Elisabeth Easther and Joe Howells stride along the shores of Lake Ferry

The fur seal colony at Cape Palliser is a delight for wildlife photographers, but don’t get too close, for all their cute whiskers and button eyes, they are wild animals and can be very territorial, especially when protecting their young.

Bulldozer Hulks at Ngawi

The novel wee hamlet of Ngawi is also worth braking for, with its rusting old graveyard of bulldozer hulks. And if you’ve got your clubs on-board, stop to play a round at the windblown Have-A-Hit nine-hole golf course where one tee can be found beneath a 100,000-gallon water tank.

Friskier visitors will want to stretch their legs with a walk up to the towering Putangirua Pinnacles. The Lookout Walk takes 90 minutes while the longer Loop Track is closer to four hours.

The Pinnacles Riverbed

Reminiscent of Turkey’s fairy chimneys in Cappadocia, the landscape is utterly eerie and interpretation panels help put the looming pillars, known as hoodoos, into perspective. Sharp-eyed Peter Jackson fans will recognise them as having stood in for the Paths of the Dead in The Return of the King.

And the piece-de-resistance—the Cape Palliser Lighthouse. Two hundred and forty-nine steps to the base by my reckoning, and your efforts will be rewarded with majestic views, the deafening roar of the wind, and the calling of seabirds as they settle down for the evening. It’s quite the cacophony.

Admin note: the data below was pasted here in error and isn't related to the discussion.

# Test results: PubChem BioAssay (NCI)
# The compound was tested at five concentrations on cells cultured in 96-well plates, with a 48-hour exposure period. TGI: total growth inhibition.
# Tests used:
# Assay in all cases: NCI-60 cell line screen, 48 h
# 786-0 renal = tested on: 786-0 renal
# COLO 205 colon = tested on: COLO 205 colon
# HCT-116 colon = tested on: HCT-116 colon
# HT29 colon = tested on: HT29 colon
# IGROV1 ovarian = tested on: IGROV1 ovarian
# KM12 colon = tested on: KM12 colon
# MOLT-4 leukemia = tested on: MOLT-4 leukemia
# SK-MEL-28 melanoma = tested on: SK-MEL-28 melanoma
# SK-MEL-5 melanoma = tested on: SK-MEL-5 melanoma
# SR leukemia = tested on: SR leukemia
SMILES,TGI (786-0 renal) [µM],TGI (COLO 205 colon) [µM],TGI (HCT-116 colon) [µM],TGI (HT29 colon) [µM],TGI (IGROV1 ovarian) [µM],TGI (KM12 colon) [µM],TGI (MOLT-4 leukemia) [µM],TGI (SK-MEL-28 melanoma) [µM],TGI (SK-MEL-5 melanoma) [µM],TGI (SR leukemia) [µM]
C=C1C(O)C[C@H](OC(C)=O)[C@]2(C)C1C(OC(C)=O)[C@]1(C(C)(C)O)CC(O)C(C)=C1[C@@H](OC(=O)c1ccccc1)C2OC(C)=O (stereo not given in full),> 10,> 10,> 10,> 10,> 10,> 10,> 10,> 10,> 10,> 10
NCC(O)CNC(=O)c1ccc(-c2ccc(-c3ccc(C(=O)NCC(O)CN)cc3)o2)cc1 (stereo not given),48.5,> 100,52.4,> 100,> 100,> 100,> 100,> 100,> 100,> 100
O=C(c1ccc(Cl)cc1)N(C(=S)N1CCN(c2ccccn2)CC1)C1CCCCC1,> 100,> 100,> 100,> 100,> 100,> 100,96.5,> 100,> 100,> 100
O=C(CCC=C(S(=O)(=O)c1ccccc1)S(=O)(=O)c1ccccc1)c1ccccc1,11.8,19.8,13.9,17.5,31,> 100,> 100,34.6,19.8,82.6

The stairs leading up to Cape Palliser Lighthouse

Then, with your head full of tales of shipwrecks and rocks, of pioneers and nature’s authority, set a course for Lake Ferry and, either settle in at the historic Lake Ferry Hotel for fish and chips, or get cosy inside your strategically parked motorhome and marvel as the sky lights go up and the sun goes down.

Wairarapa wineries

Premium wines can be tasted at Poppies Martinborough

The Wairarapa is also renowned for viticulture and there are numerous ways to explore the world of wine. One of the region’s smallest vineyards, Stonecutter Estate makes an excellent place to begin your education.

Vintner Nicola Belsham offers lessons among the vines with her Tips & Tricks tutorial. Learn how the great growing conditions are thanks to the limestone cliffs, deep draining alluvial soils, and a low rainfall. These elements combine to cause the grapes to suffer, which is apparently what they like. Rather them than me.

Nicola Belsham of Stonecutter Estates in Martinborough